SIR PETER BOTTOMLEY: Pulling together, not pulling apart

Writing a week after visitors, Londoners and PC Keith Palmer sadly died, I want to give some of my reflections after reproducing the words left with simple flowers by Keith's police response team colleagues in Parliament's New Palace Yard outside the ancient Westminster Hall:

Thursday, 30th March 2017, 10:30 am
Updated Tuesday, 9th May 2017, 6:29 pm
Flowers left in Parliament's New Palace Yard

“A Hero is

One who never hesitates to tackle difficult problems,

one who is always by your side,

one who knows right from wrong,

one who acts with pride.

A hero touches everyone of us, whether it be word or deed,

always tending to those who are in need.

When a hero leaves this earth,

yes it’s sad – but true,

all too many times the hero is dressed in Blue.

Rest in peace, Keith

from C Relief ARVs”

It is a reminder that the blue light responders often go forward to unknown dangers. Sometimes, like Keith Palmer, they advance to known danger.

I shall think most often of the victims. When the attacker comes to mind, it will be as Adrian Bell, his first names. Unless there is strong evidence that his claimed faith had anything to do with his reversion to attacking others with a knife, we can assume it has not. Even if there had been a purpose of trying to set people against each other, we do not have to participate in division. When confronting violence, we can together guess what publicity and what public reaction are anticipated by the perpetrator.

Without trying to pretend that a murderous attack has not happened, we can avoid breathless, near pornographic, details repeated over and over again.

If the bad, sad or deranged person hopes their legacy will be hatred between communities, we can be one community, relying on each other, trusting each other and supporting each other. We, you and I, have tasks to achieve. What happens to us, to you and to me, will largely be the result of our choices and of what we do together.

During this week I have been involved with our local pupils, their teachers and governors. The Worthing mayor Sean McDonald and I, at the invitation of the head teacher Mrs Bull, were entertained by children at West Park Church of England Primary School. With the art group Creative Waves, they had wall murals and window art work that illustrated the choice to be a beach school. Later I joined pupils, staff and governors at East Preston Junior School in Lashmar Road to discuss fair funding for schools in West Sussex where education has historically been under-funded.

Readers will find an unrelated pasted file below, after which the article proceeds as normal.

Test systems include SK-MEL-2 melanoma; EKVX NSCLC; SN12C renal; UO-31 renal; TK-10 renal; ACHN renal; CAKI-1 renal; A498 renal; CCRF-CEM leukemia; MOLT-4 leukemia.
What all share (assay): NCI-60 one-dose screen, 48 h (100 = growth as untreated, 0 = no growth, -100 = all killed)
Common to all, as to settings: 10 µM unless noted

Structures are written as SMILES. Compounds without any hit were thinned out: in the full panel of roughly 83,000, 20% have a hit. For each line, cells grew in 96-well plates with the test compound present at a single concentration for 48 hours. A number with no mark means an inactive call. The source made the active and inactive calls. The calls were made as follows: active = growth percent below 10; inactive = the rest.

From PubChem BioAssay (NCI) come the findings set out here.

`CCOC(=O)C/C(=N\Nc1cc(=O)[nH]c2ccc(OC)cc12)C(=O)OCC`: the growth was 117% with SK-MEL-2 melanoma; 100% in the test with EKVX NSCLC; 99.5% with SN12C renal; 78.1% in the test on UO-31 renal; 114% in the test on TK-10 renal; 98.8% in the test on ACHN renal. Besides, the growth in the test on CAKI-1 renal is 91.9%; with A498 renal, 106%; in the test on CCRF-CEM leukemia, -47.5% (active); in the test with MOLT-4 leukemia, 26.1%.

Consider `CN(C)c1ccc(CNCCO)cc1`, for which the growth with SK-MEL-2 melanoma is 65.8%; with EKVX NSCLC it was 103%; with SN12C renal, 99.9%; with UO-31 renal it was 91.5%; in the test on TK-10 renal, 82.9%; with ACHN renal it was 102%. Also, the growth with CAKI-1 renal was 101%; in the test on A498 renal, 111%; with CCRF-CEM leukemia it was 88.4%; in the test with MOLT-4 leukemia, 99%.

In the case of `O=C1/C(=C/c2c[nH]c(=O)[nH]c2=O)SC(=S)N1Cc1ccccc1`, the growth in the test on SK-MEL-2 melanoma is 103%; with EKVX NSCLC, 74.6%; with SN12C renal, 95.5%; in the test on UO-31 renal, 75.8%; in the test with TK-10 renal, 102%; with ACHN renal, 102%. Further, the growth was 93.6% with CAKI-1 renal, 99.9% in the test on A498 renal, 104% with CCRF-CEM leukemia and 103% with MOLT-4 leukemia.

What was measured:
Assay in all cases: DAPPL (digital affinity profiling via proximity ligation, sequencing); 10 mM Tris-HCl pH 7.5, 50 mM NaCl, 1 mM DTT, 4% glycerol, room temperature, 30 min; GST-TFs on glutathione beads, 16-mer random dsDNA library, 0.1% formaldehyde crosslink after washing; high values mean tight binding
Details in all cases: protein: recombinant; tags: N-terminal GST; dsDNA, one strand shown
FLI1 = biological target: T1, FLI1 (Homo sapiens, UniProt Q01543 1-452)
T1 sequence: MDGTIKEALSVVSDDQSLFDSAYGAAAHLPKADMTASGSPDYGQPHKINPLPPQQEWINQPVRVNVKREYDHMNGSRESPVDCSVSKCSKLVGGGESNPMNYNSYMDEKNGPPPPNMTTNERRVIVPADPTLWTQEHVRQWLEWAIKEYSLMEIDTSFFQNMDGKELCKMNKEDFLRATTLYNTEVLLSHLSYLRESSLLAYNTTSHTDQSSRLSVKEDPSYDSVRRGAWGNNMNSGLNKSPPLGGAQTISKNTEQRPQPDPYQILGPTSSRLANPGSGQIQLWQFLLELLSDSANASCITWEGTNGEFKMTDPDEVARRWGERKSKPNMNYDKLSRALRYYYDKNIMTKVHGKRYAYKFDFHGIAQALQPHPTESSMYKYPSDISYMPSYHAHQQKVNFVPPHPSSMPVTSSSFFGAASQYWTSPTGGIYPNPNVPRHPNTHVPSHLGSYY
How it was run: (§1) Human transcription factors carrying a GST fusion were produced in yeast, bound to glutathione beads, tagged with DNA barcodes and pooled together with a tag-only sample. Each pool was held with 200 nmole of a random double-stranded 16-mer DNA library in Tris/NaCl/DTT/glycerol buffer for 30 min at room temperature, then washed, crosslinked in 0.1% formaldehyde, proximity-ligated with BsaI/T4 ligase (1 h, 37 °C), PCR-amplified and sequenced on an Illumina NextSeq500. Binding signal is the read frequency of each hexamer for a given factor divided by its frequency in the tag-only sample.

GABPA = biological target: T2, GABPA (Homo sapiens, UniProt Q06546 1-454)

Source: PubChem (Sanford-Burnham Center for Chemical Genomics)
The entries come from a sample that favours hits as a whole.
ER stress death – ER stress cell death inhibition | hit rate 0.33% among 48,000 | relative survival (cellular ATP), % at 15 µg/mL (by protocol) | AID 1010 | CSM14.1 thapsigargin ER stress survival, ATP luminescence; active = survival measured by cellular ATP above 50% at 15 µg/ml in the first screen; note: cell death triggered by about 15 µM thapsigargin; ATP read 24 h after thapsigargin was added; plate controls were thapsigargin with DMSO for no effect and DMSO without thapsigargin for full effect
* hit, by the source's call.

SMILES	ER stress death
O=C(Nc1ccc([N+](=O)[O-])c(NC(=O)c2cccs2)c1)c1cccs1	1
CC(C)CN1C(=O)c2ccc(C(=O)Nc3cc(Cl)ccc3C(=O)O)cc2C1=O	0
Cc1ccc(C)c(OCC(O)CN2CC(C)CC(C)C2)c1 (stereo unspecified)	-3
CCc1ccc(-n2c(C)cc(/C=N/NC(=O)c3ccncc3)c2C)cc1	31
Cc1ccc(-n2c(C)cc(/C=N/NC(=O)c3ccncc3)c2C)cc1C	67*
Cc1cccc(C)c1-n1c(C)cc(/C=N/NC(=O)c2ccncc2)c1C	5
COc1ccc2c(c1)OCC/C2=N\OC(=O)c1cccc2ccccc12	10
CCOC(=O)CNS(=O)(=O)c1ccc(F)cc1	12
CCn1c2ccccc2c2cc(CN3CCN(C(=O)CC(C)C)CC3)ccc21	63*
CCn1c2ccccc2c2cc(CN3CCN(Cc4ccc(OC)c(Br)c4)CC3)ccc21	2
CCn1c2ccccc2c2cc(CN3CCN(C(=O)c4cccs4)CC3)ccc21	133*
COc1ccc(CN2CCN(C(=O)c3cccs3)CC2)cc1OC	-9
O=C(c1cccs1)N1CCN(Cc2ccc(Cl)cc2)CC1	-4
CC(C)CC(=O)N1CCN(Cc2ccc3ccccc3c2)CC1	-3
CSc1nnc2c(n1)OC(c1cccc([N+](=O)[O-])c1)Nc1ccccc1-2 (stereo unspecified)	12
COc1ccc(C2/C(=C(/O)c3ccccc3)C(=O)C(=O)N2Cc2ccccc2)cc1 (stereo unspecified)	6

By happy coincidence, Catriona Bull of West Park had previously joined MPs at a briefing meeting at Westminster. I did admire the open atmosphere at each school. Some East Preston pupils had been at Westminster, talking with me just before the tragedy unfolded. I had explained that parliamentary debate and frequent elections are better than violence on the streets.

Paul Riley leads Worthing College. I called on him too. In addition to being the local sixth form college, there are good courses for apprenticeship training, just as there are at Sue Dare’s Northbrook College.

The Ofsted report on Worthing includes these words: “Apprentices quickly acquire the necessary technical skills required to work effectively. They develop the confidence to work independently, or as a member of the workforce, and use their initiative and communication skills well in varied client situations. Progression rates into employment and further education are high.”

I am telling ministers that the official summary is that ‘apprenticeship achievement rates are high’. The college achieves that success by having a plan and by carrying it out. When people do the right things, we all gain. Courage is habit; most people recover from difficult circumstances without harming others.

I conclude by thanking Keith’s colleagues for their touching reminder of what the hero does.


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